Oakland, CA: Last Thursday, July 8, former BART transit officer Johannes Mehserle was convicted of involuntary manslaughter in the Jan. 1, 2009 death of Oscar Grant, an unarmed young African American man. As feared, that night saw rioting, looting, and destruction in the streets of downtown Oakland. And that's where the local media trained their cameras.
  What can a community do when a hate group comes to town and targets a wide variety of organizations, each of which have different ideas of how to respond -- or not?   That's what happened in Charleston and Wheeling, West Virginia in March 2010. The Westboro Baptist Church hate group announced it would picket Jewish and Catholic institutions, a local university, and, as a last-minute addition designed for maximum emotional anguish, the Montcoal Mine, where a dozen miners had just lost their lives.   How could the community respond, particularly when some people preferred to keep a low profile, while others wanted to stage a loud counter-protest? Who could even lead such a community response, given the different values of the targeted groups?   A coalition of local leaders convened at Temple Israel, one of the targeted institutions, and decided they had to present a united front. The message had to be broad enough to include everyone, but specific enough to show opposition to the hatred espoused by Westboro.  
Why do you care about standing up to hate and intolerance?  This is the question Not In Our Town is posing with a new video campaign, and we want YOU to be a part of it!  We're asking you to make a video response to tell your story of why you're ready to stand up to hate. Make your video: Make a video telling us in 1-2 sentences why YOU personally feel inspired to take a stand against hate and intolerance.  You can do this any way you like: use your flip cam, cell phone camera, laptop, or even make a text video. Then upload your video response to our YouTube video campaign page.  Finally, share the video with at least 3 friends- you can use the "send to a friend" button below or, Facebook is also an easy way to do this!  We are exciting to see your video! Want to participate, but feeling stumped? Here are some writing prompts to get your ideas, feelings, and thoughts flowing. Write whatever comes to mind and let it flow. After this brainstorm, you will come up with your 1-2 sentence answer, but for this part, just write what comes to mind.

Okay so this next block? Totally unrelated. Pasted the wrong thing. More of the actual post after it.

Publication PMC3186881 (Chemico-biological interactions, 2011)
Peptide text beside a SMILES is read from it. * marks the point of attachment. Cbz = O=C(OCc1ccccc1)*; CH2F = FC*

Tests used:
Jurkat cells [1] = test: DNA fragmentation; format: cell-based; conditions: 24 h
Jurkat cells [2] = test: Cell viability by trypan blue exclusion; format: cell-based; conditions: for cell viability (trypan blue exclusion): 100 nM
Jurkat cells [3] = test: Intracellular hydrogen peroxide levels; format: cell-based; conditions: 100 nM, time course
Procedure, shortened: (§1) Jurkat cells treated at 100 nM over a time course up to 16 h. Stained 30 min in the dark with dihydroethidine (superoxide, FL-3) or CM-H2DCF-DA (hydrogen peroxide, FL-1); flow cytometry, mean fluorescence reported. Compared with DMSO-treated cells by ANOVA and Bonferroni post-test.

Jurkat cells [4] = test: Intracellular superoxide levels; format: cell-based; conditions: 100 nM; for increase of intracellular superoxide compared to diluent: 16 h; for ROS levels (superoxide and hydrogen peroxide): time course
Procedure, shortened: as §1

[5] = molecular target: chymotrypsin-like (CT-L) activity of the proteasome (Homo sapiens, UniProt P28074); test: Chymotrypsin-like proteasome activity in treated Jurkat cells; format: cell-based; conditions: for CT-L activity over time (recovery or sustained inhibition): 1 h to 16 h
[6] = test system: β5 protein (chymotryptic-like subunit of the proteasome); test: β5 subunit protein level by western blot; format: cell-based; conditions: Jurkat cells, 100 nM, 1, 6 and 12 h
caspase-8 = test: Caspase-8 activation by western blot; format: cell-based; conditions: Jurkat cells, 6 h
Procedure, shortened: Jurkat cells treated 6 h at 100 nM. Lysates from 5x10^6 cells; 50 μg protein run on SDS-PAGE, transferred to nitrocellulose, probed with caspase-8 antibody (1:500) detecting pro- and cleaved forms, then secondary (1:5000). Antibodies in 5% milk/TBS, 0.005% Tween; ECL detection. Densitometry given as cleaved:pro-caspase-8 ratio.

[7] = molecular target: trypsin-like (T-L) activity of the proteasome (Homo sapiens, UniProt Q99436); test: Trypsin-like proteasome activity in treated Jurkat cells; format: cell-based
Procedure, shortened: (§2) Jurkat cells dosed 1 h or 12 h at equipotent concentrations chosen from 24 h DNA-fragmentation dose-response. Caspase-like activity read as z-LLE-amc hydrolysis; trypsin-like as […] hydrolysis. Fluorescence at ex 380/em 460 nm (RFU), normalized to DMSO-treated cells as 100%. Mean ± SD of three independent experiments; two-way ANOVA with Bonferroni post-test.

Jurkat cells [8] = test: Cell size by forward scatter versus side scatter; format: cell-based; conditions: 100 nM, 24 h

March 1, 2010 Report Hate Violence and Community Responses This week: Davis, CA; Montgomery, AL; Austin, TX; West Hanks, NS; San Antonio, TX; San Francisco, CA; Natchitoches, LA; Buffalo, NY
Update: People in Grant County are taking swift action to make sure the Aryan Nations stay away from their community. In the midst of a packed forum sponsored by the local newspaper, community members began organizing a lime green ribbon campaign. Tony Stewart and Norm Gissel, leaders of the Kootenai County Human Rights Task Force shared their successful strategies for dealing with the neo-Nazis. Read more in the Blue Mountain Eagle. Grant County, OR: The Blue Mountain Eagle newspaper in John Day, Oregon, is sponsoring town hall forums this Friday, Feb. 26, to air community concerns about plans by the Aryan Nations to relocate its national headquarters to their small town. When they heard that the hate group's leader was shopping around town recently, looking to buy property for a new compound, store owners and residents poured into the streets to proclaim that the white supremacist organization is not welcome in this community.